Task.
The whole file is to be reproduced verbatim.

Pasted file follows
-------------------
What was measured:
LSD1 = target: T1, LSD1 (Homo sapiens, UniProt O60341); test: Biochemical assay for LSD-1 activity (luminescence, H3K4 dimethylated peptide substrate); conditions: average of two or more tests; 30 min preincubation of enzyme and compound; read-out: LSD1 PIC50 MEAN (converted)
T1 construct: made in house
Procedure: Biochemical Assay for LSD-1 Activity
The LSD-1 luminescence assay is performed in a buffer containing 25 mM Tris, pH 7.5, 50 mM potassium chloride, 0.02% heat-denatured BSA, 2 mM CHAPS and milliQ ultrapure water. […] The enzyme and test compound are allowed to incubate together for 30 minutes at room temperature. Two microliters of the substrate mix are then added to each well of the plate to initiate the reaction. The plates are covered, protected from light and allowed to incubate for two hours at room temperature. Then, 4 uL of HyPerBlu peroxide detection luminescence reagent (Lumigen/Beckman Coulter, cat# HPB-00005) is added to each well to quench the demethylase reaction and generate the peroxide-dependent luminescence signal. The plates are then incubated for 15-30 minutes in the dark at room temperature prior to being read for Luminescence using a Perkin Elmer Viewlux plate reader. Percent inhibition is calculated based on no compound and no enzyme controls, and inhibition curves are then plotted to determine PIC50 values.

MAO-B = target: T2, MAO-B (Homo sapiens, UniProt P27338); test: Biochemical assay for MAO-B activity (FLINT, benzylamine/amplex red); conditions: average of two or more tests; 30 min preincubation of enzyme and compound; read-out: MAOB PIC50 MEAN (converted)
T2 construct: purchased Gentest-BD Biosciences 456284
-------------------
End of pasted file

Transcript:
What was measured:
LSD1 = target: T1, LSD1 (Homo sapiens, UniProt O60341); test: Biochemical assay for LSD-1 activity (luminescence, H3K4 dimethylated peptide substrate); conditions: average of two or more tests; 30 min preincubation of enzyme and compound; read-out: LSD1 PIC50 MEAN (converted)
T1 construct: made in house
Procedure: Biochemical Assay for LSD-1 Activity
The LSD-1 luminescence assay is performed in a buffer containing 25 mM Tris, pH 7.5, 50 mM potassium chloride, 0.02% heat-denatured BSA, 2 mM CHAPS and milliQ ultrapure water. […] The enzyme and test compound are allowed to incubate together for 30 minutes at room temperature. Two microliters of the substrate mix are then added to each well of the plate to initiate the reaction. The plates are covered, protected from light and allowed to incubate for two hours at room temperature. Then, 4 uL of HyPerBlu peroxide detection luminescence reagent (Lumigen/Beckman Coulter, cat# HPB-00005) is added to each well to quench the demethylase reaction and generate the peroxide-dependent luminescence signal. The plates are then incubated for 15-30 minutes in the dark at room temperature prior to being read for Luminescence using a Perkin Elmer Viewlux plate reader. Percent inhibition is calculated based on no compound and no enzyme controls, and inhibition curves are then plotted to determine PIC50 values.

MAO-B = target: T2, MAO-B (Homo sapiens, UniProt P27338); test: Biochemical assay for MAO-B activity (FLINT, benzylamine/amplex red); conditions: average of two or more tests; 30 min preincubation of enzyme and compound; read-out: MAOB PIC50 MEAN (converted)
T2 construct: purchased Gentest-BD Biosciences 456284